- The Pie Chart view is nice, but there’s no drill-down into the actual transactions making up that slice.
Quicken Online’s Track Spending
The next main section of Quicken Online is called Track Spending. This is basically the reporting area, and reports are fairly sparse (though I’ll be the first to admit that reporting as functionality is largely overrated when compared to other things such as usability and effectiveness).
One little feature I found pretty cool was that you could click on a slice of the pie chart and the chart on the right would update to show you the month-to-month trends of just that slice:
Other than that, the Track Spending section of Quicken Online does just that. It tracks your spending. I was actually more excited to move on to their Budgeting section, as I’ve always found looking forward to be much more effective than looking backward.
Quicken Online’s My Budget
Unfortunately, when I checked out the My Budget page I was pretty bummed. I’m seeing the same budgeting interface used again and again and again (Mint, Wesabe, and all use virtually the same thing except for small presentation differences):
Quicken Online automatically sets your budget for certain categories at whatever your monthly average has been. It gives you a total at the top and then you can see if you’re tracking under or over your average. Unfortunately, this simple tracking toward an average isn’t nearly as effective as using something like the envelope method, made popular by YNAB (my favorite app) and Mvelopes (also a strong contender).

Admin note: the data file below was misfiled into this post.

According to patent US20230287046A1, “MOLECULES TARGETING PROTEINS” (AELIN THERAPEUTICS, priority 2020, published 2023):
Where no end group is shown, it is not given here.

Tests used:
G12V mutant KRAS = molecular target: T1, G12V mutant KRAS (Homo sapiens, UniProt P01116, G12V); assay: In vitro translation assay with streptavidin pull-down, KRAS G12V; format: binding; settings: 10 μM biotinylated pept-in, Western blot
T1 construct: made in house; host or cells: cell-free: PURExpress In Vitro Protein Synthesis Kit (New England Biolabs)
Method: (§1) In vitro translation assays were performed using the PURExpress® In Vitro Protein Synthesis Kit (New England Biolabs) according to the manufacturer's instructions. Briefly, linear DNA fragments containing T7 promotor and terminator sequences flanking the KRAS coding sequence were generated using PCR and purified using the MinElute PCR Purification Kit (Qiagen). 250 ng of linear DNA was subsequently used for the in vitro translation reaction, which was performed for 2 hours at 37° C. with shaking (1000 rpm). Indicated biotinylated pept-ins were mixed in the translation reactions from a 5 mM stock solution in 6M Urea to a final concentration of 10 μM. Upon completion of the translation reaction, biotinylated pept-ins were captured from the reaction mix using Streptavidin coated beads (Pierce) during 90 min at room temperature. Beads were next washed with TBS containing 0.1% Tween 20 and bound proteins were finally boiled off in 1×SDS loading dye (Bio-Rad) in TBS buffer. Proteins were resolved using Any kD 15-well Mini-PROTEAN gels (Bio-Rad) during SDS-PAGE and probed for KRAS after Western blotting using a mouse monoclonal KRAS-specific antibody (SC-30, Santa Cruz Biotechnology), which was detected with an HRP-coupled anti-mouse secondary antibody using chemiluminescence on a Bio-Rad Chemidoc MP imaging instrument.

You can add new categories to your Budget page, but this is much more like a “goals” page than actual budgeting as I like to see it. I get the feeling we’re just seeing a bunch of copycat features coming along here (not just from Intuit’s Quicken Online, but also from other Web 2.0 startups) and not much original thought into what the user actually needs to do to get ahead.
Quicken Online’s Other Features
Quicken Online allows you to text it and get balance info from your accounts, and the last five transactions. What they really need is for you to be able to text and find out if you can still spend money in category X.
Alerts are all the rage right now, so it’s no surprise that Quicken Online lets you set up alerts. Again, I’ve found that if you’re properly planning there is very, very little need to for all of these alerts.
You can login on your mobile phone to m.quicken.com and access your data there. That’s a nice touch for people that are on the go quite a bit with just their phone.
Quicken Online’s Pricing
Quicken Online is not free. It costs $2.99 per month. You may be wondering why you would spend $3 per month for functionality that you can get for free from many other companies (many of which I’ve already mentioned in this review)…I wonder the same thing. Quicken Online offers no compelling reason to hand them any of your hard-earned money each month.
Update: Quicken Online has since changed and now offers its service for free (I thought this would happen eventually).
Quicken Online’s Support & Community
The Quicken Online community is quickly growing, as one would expect from a launch as large as they’ve had, with as much advertising dollars as they’ve spent. Most of the threads have to do with online sync’ing with the banks, transactions being double-counted, etc. The community appears to be fairly active though, with only a few threads being left completely ignored.
Unfortunately, I can’t say the same for Quicken Online’s support. From what I’ve read throughout the internet, their support is very slow to respond, if they respond at all. Your best bet if you’re having an issue seems to consistently be answered with “Try again in 24 hours”. You may consider heading to the community first if you need a question answered.
Quicken Online Overall Conclusion
Quicken Online is Intuit’s attempt at not losing its share of the personal finance application market. They’ve seen competitors come up from underneath them and they’ve responded. Unfortunately, their response was basically to copy what has already been done, then charge for it when their competitors are charging nothing. I find no compelling reason to recommend Quicken Online in any form.